From Texas to Tennessee, Consolidated Nuclear Security employees were in the pink for October. More than 100 employees, friends and family members participated in the Susan G. Komen Race for the Cure in the two locations while other employees wore pink and even dyed their facial hair.
Pantex employees, friends and family members laced up their shoes for the Greater Amarillo Race for the Cure. CNS was a platinum sponsor of the event.
In Texas, about 75 Pantexans, friends and family members, including two breast cancer survivors, participated in the Greater Amarillo Race for the Cure. CNS contributed $2,500 to the Susan G. Komen Amarillo Affiliate as a platinum sponsor of the event and paid for employee registration. Curtis Chamberlain, a production manager, who ran in the event with his 11-year-old daughter, said it was a “good opportunity to spend quality time with her and support a worthy cause.”
In mid-October, Y-12 LiveWise hosted a women’s health fair and encouraged all employees to wear pink for breast cancer awareness. During the fair, employees could receive flu shots, participate in some health screenings and receive health information.
Employees, friends and family members from Y-12 prepared for the Knoxville Race for the Cure in the pre-dawn hours Oct. 24. (Photo by Big Orange Professional Photography)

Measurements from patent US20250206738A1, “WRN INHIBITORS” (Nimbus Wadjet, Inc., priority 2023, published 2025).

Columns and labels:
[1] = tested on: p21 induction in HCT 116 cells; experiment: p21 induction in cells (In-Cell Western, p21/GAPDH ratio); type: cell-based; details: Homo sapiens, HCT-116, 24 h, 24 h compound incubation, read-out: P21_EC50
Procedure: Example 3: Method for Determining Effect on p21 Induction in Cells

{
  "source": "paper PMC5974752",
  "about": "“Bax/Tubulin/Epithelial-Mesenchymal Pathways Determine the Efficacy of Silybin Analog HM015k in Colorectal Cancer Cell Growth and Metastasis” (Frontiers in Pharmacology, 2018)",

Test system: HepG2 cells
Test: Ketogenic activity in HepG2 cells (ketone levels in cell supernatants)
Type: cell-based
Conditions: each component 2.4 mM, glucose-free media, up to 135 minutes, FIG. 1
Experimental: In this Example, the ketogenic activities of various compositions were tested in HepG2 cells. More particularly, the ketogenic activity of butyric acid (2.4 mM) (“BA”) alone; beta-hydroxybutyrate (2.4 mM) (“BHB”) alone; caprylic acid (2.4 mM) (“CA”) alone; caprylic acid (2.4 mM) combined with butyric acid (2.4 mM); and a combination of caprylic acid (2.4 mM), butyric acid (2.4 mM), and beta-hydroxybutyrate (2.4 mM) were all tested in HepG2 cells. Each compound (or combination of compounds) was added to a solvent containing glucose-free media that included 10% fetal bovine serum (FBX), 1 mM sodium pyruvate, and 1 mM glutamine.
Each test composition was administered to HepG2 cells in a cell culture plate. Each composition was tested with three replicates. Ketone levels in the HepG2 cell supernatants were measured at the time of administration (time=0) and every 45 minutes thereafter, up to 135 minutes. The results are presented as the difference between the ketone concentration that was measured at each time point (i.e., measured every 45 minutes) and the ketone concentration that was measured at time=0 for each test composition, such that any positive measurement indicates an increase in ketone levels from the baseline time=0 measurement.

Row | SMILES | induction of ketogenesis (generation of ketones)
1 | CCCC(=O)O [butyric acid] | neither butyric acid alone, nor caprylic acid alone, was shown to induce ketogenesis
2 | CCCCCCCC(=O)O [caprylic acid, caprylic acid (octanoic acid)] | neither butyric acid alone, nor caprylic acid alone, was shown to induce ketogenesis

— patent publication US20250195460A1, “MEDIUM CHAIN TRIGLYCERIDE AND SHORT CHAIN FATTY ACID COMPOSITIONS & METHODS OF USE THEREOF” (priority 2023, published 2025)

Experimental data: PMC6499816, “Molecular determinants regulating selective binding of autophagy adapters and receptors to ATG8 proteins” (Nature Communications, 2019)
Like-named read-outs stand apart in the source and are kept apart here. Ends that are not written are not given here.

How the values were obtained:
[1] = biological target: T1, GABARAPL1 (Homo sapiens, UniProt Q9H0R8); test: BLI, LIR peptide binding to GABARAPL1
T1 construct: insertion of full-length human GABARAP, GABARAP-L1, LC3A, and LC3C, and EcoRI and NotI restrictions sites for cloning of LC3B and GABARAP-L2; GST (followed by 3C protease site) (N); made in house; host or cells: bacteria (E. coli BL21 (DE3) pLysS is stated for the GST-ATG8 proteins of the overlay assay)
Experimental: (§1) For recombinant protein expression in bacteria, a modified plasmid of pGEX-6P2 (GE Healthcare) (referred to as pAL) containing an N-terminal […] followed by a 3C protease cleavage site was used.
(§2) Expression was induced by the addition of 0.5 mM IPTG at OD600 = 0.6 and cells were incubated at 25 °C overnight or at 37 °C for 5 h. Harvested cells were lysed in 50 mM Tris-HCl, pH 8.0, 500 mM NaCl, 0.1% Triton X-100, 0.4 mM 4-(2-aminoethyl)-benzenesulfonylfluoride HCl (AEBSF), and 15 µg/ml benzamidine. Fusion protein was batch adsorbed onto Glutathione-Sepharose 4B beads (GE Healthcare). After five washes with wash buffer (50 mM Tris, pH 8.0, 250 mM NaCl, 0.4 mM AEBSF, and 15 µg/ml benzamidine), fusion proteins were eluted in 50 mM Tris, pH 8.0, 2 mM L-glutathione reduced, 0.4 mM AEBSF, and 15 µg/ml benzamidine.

A few weeks later in Tennessee, 33 Y-12ers joined the cause at the Knoxville Race for the Cure. CNS provided t-shirts for the runners in addition to covering employee registration fee. Shelia Scarfo of Y-12 participated with her two daughters. She said, “I walk with one of my daughters each year since my grandmother died from this disease, and my mother is a survivor.”
One Y-12 employee felt breast cancer awareness was worth significant attention and dyed his beard pink. Rodney Ryder, a lineman in Power Operations, dyed his beard pink noting “I have extended family members who are battling breast cancer.” When he went to a salon to inquire about dying it pink, the stylist agreed to do it (and provide any needed touch ups) for free, given the cause.
Ryder says all the teasing from co-workers is worth it. “When a woman tells me thank you or shares her story with me, I know my purpose of dying it was right. I’m thinking of doing it yearly,” he said.